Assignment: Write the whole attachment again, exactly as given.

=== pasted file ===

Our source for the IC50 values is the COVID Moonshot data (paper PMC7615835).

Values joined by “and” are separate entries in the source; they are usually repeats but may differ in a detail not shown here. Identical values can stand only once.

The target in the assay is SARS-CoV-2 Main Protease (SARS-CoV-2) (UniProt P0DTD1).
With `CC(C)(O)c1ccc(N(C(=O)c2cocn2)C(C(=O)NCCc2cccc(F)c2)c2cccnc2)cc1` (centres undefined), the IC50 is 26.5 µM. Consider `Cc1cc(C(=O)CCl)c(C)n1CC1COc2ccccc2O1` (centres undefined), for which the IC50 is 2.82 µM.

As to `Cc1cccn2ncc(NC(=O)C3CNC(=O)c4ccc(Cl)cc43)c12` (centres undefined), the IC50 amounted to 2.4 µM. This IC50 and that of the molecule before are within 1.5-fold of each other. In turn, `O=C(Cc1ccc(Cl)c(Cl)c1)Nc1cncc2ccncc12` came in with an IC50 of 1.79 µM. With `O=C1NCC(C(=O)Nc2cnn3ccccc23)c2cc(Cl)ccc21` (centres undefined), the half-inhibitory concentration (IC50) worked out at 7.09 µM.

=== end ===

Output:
Our source for the IC50 values is the COVID Moonshot data (paper PMC7615835).

Values joined by “and” are separate entries in the source; they are usually repeats but may differ in a detail not shown here. Identical values can stand only once.

The target in the assay is SARS-CoV-2 Main Protease (SARS-CoV-2) (UniProt P0DTD1).
With `CC(C)(O)c1ccc(N(C(=O)c2cocn2)C(C(=O)NCCc2cccc(F)c2)c2cccnc2)cc1` (centres undefined), the IC50 is 26.5 µM. Consider `Cc1cc(C(=O)CCl)c(C)n1CC1COc2ccccc2O1` (centres undefined), for which the IC50 is 2.82 µM.

As to `Cc1cccn2ncc(NC(=O)C3CNC(=O)c4ccc(Cl)cc43)c12` (centres undefined), the IC50 amounted to 2.4 µM. This IC50 and that of the molecule before are within 1.5-fold of each other. In turn, `O=C(Cc1ccc(Cl)c(Cl)c1)Nc1cncc2ccncc12` came in with an IC50 of 1.79 µM. With `O=C1NCC(C(=O)Nc2cnn3ccccc23)c2cc(Cl)ccc21` (centres undefined), the half-inhibitory concentration (IC50) worked out at 7.09 µM.